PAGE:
C (programming language)

C program to accept string from user & print it on the output

Accepting user input and displaying it back is a fundamental task in C programming. This guide explores different ways to achieve this with strings, delving into the functions and considerations involved.

1. Understanding the Challenge

The objective is to:

  • Prompt the user to enter a string.
  • Capture the user’s input using appropriate C functions.
  • Store the input string in memory.
  • Print the stored string back to the console or desired output channel.

2. Two Commonly Used Functions

Two main functions come into play for accepting and printing strings:

2.1. scanf Function:

  • Used for formatted input, allowing you to specify the format type of the expected input (e.g., “%s” for string).
  • Requires passing a pointer to the memory location where the string will be stored.
  • Useful for capturing a single word or a sentence ending with whitespace.

2.2. fgets Function:

  • Reads a line of text from the standard input stream up to the first newline character or EOF.
  • Stores the entire line, including whitespace, in the specified memory location.
  • More suitable for capturing whole sentences or phrases that might contain spaces.

3. Code Examples

Here are two code snippets demonstrating both approaches:

3.1. Using scanf:


#include <stdio.h>

int main() {
  char name[50]; // Array to store the user's input

  printf("Enter your name: ");
  scanf("%s", name); // Capture a single word (no spaces)

  printf("Hello, %s!\n", name); // Print the stored name

  return 0;


  • name is a character array with size 50 to hold the user’s input.
  • scanf("%s", name) reads a single word into the name array until it encounters whitespace.
  • The printf statement then greets the user using the stored name.

3.2. Using fgets:


#include <stdio.h>

int main() {
  char sentence[100]; // Array to store the user's input

  printf("Enter a sentence: ");
  fgets(sentence, sizeof(sentence), stdin); // Capture a line of text

  printf("You said: %s\n", sentence); // Print the stored sentence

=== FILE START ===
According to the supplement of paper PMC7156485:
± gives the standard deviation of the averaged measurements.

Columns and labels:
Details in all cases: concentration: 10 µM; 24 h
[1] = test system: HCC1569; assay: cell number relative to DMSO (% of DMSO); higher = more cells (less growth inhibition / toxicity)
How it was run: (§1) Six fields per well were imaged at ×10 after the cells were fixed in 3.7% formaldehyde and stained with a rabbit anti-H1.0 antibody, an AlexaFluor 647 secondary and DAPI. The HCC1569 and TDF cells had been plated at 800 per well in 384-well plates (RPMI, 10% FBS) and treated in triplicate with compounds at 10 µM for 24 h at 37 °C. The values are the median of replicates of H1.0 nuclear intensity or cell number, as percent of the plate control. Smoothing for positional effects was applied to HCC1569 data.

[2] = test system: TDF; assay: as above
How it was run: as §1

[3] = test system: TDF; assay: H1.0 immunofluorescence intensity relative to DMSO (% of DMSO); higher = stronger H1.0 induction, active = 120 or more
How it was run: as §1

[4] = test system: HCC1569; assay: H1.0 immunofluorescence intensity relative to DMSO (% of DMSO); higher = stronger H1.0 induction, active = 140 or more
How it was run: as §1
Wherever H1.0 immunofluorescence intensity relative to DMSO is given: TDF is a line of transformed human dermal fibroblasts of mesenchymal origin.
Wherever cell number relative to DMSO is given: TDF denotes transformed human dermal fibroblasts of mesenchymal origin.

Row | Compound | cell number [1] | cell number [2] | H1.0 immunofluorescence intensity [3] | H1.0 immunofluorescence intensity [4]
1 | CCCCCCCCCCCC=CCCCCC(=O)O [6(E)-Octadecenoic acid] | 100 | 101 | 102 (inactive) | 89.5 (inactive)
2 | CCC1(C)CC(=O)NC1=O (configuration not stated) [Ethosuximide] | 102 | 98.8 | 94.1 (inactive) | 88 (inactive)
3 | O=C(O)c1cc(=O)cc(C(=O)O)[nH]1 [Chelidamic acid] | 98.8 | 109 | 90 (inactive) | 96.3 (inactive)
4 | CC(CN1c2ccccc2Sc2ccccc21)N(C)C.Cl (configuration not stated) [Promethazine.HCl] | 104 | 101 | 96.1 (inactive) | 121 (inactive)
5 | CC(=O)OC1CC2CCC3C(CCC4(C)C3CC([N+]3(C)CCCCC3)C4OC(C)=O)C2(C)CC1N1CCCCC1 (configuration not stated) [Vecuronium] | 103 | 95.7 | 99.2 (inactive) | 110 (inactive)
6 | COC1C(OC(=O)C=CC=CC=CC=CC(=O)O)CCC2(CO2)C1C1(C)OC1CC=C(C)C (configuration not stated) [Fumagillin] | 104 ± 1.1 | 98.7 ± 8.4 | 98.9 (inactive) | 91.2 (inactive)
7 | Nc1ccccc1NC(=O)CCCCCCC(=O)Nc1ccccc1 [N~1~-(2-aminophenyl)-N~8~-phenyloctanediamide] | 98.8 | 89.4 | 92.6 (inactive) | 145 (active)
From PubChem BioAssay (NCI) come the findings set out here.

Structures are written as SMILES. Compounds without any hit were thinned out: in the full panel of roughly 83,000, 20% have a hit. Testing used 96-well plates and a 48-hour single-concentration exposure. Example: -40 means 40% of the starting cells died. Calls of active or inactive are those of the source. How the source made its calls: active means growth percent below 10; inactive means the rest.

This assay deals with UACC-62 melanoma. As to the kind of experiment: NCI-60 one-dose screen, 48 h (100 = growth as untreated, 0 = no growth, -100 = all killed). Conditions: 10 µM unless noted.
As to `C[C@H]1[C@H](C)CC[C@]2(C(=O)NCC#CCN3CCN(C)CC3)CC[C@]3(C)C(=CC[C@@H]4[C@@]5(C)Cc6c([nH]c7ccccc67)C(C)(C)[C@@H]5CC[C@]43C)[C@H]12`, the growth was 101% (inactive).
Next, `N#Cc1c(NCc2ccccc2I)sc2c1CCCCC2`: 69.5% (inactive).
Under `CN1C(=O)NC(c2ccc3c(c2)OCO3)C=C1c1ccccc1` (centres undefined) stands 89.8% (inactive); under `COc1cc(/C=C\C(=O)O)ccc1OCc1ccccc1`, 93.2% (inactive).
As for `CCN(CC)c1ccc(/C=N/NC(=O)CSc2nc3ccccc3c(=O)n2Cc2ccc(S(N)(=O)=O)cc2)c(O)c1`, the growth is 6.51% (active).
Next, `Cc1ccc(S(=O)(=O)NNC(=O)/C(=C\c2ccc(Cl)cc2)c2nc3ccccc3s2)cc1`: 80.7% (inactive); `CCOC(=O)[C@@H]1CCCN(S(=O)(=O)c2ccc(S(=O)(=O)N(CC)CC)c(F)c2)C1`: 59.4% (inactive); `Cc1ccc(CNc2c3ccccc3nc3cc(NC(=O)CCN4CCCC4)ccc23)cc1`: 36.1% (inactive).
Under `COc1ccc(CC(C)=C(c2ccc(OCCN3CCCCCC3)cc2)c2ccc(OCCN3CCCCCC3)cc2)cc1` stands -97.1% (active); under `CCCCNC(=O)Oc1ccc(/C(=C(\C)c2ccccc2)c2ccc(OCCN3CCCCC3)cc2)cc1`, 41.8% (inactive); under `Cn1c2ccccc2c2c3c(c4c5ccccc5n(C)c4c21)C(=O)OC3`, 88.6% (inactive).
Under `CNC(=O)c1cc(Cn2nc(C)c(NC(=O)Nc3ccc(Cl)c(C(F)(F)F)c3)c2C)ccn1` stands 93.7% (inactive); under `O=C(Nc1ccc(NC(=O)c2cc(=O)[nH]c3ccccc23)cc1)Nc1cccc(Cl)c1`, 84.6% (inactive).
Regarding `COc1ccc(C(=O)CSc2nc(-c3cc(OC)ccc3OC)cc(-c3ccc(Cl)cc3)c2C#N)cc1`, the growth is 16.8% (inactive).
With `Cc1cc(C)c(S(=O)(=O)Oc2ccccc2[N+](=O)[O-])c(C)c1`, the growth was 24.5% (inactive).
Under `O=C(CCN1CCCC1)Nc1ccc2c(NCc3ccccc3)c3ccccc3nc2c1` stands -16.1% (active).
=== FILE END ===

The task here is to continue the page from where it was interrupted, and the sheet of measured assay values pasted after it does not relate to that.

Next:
return 0;


  • sentence is a character array with size 100 to hold the user’s input.
  • fgets(sentence, sizeof(sentence), stdin) reads a line from the standard input (up to the first newline or EOF) into the sentence array.
  • The printf statement then displays the entire stored sentence, including any whitespace.

4. Considerations and Enhancements

  • Array size: Choose an appropriate size for the character array based on the expected length of user input.
  • Error handling: Consider validating user input to ensure it fits within the array bounds and handle potential errors like exceeding the size limit.
  • Dynamic allocation: For capturing unpredictable length strings, dynamically allocate memory using malloc instead of relying on statically defined arrays.
  • Alternative functions: Explore other functions like gets (deprecated due to security concerns) and getline (available in some C libraries) for specific use cases.

5. Conclusion

Accepting and printing user input strings form the basis for interactive C programs. Understanding the functionalities of scanf and fgets, choosing the appropriate one based on your needs, and incorporating error handling considerations will equip you to handle user input effectively in your C programs. Remember to experiment, modify the code examples, and explore further resources to deepen your understanding and tackle similar challenges confidently.

I hope this guide provides a comprehensive overview of how to accept and print strings in C!


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